US has repatriated $311m Abacha loot – Malami

The Federal Government, on Monday, confirmed the receipt of $311m looted by the late military dictator, Gen. Sani Abacha, and repatriated from the United States and the Bailiwick of Jersey.

The Attorney General of the Federation and Minister of Justice, Abubakar Malami, in a statement by his Special Assistant on Media and Public Relations, Dr Umar Jibrilu Gwandu, said approximately $311,797,866.11 of the Abacha loot was repatriated from the US and Jersey.

According to Malami, the amount increased significantly from over $308m as stated in a press release in February to over $311m because of the interest that accrued from February 3, 2020 to 28th April, 2020 when the fund was transferred to the Central Bank of Nigeria.

The AGF noted that the litigation process for the return of these assets titled “Abacha III” commenced in 2014, while the diplomatic process that culminated in the signing of the Asset Return Agreement on February 3, 2020 by the governments of Nigeria, the US and Jersey commenced in 2018.

“This agreement is based on international law and cooperation measures that set out the procedures for the repatriation, transfer, disposition and management of the assets,” he said.

The minister, who led the negotiation team, noted that the Tripartite Agreement and the process towards the implementation represents a major watershed in International Asset Recovery and Repatriation as it seeks to provide benefit to the victims of corruption.

He said, “In line with the 2020 Asset Return Agreement, the fund has been transferred to a Central Bank of Nigeria Asset Recovery designated account and would be paid to the National Sovereign Investment Authority within the next 14 days. The NSIA is responsible for the management and execution of the projects to which the funds will be applied.”

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Malami added that the Federal Government had committed that the assets would support and assist in expediting the construction of three major infrastructure projects across Nigeria, including Lagos-Ibadan Expressway, Abuja-Kano Road, and the Second Niger Bridge.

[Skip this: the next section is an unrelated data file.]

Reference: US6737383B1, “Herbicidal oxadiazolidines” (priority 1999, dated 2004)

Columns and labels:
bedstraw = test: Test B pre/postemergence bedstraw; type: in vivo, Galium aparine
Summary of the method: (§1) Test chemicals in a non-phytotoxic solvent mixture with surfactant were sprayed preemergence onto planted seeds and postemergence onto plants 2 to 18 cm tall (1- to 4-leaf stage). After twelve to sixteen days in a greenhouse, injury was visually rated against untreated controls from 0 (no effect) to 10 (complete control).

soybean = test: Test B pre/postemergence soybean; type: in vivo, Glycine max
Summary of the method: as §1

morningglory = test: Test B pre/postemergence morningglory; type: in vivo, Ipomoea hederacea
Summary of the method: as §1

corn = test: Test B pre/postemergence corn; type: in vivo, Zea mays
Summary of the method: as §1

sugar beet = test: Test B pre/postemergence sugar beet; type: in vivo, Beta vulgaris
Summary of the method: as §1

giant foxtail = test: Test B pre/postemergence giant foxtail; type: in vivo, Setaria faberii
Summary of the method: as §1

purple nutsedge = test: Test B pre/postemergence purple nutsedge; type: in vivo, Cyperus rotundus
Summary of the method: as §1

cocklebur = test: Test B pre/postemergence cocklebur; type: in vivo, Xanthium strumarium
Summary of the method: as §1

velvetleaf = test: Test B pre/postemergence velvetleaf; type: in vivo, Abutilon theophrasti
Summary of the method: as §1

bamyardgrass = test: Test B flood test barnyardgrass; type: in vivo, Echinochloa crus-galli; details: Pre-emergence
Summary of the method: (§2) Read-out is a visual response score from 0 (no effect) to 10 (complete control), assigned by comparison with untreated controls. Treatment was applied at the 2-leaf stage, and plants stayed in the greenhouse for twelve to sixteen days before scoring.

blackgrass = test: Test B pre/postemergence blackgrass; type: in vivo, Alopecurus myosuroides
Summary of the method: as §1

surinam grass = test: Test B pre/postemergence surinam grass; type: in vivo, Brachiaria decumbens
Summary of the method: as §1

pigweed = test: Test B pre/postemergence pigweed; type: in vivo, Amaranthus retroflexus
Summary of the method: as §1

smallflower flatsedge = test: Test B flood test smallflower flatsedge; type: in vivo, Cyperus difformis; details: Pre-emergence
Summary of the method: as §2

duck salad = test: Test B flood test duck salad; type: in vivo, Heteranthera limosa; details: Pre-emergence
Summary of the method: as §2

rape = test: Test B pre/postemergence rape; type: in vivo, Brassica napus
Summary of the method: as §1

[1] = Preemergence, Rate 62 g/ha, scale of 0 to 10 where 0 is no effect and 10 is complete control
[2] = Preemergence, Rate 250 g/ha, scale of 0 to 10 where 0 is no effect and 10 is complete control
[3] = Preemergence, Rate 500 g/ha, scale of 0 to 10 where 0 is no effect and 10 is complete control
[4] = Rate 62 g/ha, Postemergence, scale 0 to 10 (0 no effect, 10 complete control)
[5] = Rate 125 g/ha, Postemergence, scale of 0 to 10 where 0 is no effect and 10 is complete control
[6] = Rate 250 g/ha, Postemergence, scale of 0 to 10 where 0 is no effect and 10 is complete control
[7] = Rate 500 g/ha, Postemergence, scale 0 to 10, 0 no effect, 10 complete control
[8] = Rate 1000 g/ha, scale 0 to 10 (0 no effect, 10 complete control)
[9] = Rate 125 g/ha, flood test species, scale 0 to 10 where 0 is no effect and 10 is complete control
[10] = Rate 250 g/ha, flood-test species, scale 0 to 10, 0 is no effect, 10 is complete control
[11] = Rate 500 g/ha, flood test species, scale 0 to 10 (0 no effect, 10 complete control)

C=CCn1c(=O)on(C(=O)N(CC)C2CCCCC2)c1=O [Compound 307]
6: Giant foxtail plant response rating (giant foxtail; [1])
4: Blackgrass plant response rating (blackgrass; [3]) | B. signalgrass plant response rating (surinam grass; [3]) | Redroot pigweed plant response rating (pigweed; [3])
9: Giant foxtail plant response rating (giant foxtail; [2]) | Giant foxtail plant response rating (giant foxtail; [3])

He added that the country was in the process of establishing a Project Monitoring Team to oversee the implementation of the projects and report regularly on progress made to the public.

The statement said, “To ensure transparent management of the returned assets, the Nigerian government will also engage a civil society organisation, who has combined expertise in substantial infrastructure projects, civil engineering, anti-corruption compliance, anti-human trafficking compliance, and procurement to provide additional monitoring and oversight.”

The recovered funds were laundered through the US banking system and then held in bank accounts in the Bailiwick of Jersey. In 2014, a US Federal Court in Washington D.C. forfeited the money as property involved in the illicit laundering of the proceeds of corruption arising in Nigeria during the period from 1993 to 1998 when Abacha was Head of State.

According to the statement, in 2017, the country filed a case in the Bailiwick of Jersey to assert its authority as the owner of the funds and as the victim of the action of Abacha.

Malami called for greater cooperation and mutual respect amongst countries in the implementation of expeditious cooperation measures already set out in the United Nations Convention Against Corruption and in the implementation of the Global Forum on Asset Recovery principles on the repatriation of stolen assets.

He further assured Nigerians that the Federal Government would ensure that the returned assets are transparently managed.

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(PUNCH)

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